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BlockSuite Component Types


🌐 This documentation has a Chinese translation.

After getting started, this section outlines the foundational editing components in BlockSuite, namely Editor, Fragment, Block and Widget.

Editors and Fragments

The @blocksuite/presets package includes reusable editors like PageEditor and EdgelessEditor. Besides these editors, BlockSuite also defines fragments - UI components that are NOT editors but are dependent on the document's state. These fragments, such as sidebars, panels, and toolbars, may be independent in lifecycle from the editors, yet should work out-of-the-box when attached to the block tree.

The distinction between editors and fragments lies in their complexity and functionality. Fragments typically offer more simplified capabilities, serving specific UI purposes, whereas editors provide comprehensive editing capabilities over the block tree. Nevertheless, both editors and fragments shares similar data flows.


Blocks and Widgets

To address the complexity and diversity of editing needs, BlockSuite architects its editors as assemblies of multiple editable blocks, termed BlockSpecs. Each block spec encapsulates the data schema, view, service, and logic required to compose the editor. These block specs collectively define the editable components within the editor's environment.

Within each block spec, there can be Widgets specific to that block's implementation, enhancing interactivity within the editor. BlockSuite leverages this widget mechanism to register dynamic UI components such as drag handles and slash menus within the page editor.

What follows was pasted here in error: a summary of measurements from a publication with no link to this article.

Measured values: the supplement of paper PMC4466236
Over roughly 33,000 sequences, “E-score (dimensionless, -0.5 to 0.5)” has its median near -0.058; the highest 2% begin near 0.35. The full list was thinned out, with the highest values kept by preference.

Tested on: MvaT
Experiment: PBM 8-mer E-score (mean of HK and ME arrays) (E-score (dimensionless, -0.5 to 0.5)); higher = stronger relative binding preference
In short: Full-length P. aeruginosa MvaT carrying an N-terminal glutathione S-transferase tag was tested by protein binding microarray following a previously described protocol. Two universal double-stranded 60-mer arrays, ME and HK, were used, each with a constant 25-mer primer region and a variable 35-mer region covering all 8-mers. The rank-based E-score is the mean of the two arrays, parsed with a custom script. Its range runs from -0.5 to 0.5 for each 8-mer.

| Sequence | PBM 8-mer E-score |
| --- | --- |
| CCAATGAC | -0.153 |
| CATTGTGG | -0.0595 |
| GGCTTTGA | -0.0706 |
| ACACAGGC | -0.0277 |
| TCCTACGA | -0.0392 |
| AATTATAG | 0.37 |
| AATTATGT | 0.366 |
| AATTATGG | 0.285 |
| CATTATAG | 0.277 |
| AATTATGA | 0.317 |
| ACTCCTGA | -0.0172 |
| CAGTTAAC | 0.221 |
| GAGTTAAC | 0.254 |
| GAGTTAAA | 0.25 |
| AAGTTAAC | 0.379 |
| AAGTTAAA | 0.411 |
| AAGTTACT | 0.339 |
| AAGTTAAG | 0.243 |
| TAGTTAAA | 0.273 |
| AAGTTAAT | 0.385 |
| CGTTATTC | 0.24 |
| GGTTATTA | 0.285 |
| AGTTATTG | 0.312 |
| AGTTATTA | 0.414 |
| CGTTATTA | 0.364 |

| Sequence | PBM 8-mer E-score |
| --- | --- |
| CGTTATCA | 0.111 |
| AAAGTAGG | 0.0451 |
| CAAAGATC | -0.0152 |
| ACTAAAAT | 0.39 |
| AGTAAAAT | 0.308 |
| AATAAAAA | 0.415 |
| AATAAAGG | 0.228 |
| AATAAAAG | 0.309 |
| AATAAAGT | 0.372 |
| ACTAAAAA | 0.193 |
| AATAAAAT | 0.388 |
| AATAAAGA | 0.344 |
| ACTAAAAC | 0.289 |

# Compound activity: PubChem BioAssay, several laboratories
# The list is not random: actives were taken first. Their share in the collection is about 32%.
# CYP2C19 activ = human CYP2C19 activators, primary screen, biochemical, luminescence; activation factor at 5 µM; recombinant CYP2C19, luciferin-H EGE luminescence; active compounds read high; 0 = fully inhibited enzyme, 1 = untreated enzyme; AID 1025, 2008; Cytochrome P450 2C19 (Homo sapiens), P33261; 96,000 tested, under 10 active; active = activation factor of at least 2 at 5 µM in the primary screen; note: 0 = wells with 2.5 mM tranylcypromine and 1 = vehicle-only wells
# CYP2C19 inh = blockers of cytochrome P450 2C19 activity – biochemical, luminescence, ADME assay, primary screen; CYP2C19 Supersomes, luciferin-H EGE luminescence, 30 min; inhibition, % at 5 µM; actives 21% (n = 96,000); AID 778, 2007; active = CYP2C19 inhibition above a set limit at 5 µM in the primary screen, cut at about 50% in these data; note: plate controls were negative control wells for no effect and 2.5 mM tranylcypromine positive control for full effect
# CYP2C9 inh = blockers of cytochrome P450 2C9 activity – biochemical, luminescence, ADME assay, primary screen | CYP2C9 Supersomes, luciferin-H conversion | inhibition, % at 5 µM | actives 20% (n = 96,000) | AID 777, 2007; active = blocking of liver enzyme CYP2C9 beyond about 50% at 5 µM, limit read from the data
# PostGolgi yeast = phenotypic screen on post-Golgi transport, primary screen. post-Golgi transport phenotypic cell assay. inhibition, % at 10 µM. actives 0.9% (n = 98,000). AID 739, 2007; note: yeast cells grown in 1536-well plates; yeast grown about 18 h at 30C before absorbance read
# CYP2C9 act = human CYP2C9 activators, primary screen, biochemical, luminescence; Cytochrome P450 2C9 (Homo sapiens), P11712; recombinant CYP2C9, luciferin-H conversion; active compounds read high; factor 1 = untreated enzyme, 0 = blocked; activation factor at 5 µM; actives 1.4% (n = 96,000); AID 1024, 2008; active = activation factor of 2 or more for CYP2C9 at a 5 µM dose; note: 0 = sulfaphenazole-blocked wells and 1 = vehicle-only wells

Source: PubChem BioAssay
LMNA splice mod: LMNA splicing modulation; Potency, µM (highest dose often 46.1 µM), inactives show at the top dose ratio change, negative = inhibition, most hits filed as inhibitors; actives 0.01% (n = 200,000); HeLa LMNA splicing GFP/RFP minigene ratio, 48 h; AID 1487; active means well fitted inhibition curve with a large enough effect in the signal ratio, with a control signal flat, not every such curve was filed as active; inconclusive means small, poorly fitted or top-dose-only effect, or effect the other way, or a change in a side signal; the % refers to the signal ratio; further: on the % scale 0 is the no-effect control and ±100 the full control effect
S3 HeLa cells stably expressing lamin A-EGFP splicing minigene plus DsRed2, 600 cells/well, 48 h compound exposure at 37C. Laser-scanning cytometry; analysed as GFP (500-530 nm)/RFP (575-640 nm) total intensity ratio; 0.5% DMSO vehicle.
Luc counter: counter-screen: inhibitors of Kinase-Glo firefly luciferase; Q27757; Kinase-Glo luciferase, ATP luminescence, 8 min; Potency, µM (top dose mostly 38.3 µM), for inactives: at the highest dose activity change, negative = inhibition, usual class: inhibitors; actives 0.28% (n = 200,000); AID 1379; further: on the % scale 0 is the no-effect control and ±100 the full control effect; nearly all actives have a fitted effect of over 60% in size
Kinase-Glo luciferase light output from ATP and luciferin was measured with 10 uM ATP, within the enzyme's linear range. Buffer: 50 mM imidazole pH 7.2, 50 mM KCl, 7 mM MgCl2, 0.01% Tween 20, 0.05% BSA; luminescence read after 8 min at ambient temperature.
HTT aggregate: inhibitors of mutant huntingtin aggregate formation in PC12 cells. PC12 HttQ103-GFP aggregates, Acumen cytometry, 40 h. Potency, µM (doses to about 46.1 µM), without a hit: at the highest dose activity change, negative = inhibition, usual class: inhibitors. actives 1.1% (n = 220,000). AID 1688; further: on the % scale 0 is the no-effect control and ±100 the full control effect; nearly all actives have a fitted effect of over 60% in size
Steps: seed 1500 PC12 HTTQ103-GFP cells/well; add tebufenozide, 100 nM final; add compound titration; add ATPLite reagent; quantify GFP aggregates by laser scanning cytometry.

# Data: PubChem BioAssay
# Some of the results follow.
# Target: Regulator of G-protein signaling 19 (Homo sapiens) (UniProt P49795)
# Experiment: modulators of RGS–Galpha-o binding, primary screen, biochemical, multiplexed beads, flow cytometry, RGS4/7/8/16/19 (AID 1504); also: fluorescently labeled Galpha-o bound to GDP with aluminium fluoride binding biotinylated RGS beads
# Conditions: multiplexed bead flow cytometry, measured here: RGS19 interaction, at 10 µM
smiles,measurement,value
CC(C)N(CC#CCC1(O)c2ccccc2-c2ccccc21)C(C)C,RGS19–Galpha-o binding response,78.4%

Composing Editors by Blocks

In BlockSuite, the editor is typically designed to be remarkably lightweight. The actual editable blocks are registered to the EditorHost component, which is a container for mounting block UI components.

BlockSuite by default offers a host based on the lit framework. For example, this is a conceptually usable BlockSuite editor composed of BlockSpecs:

// Default BlockSuite editable blocks
import { PageEditorBlockSpecs } from '@blocksuite/blocks';
// The container for mounting block UI components
import { EditorHost } from '@blocksuite/lit';
// The store for working with block tree
import { type Doc } from '@blocksuite/store';

// Standard lit framework primitives
import { html, LitElement } from 'lit';
import { customElement, property } from 'lit/decorators.js';

export class SimplePageEditor extends LitElement {
  @property({ attribute: false })
  doc!: Doc;

  override render() {
    return html`

In other words, you can think of the BlockSuite editor as being composed in this way:

type Editor = BlockSpec[];

With very little overhead.

So, as long as there is a corresponding host implementation, you can use the component model of frameworks like react or vue to implement your BlockSuite editors:


Explore the PageEditor source code to see how this pattern allows composing minimal real-world editors.

One Block, Multiple Specs

BlockSuite encourages the derivation of various block spec implementations from a single block model to enrich the editing experience. For instance, the root node of the block tree, the root block, is implemented differently for PageEditor and EdgelessEditor through two different specs but with the same shared RootBlockModel. The two block specs serve as the top-level UI components for their respective editors:


This allows you to implement various editors easily on top of the same document, providing diverse editing experiences and great potentials in customizability.


So far, we have explored the interplay between different BlockSuite component types. The subsequent sections will delve deeper into the detailed framework functionalities, beginning with block tree manipulation. For the moment, understanding the structured outline of the BlockSuite components gallery might provide clearer insights.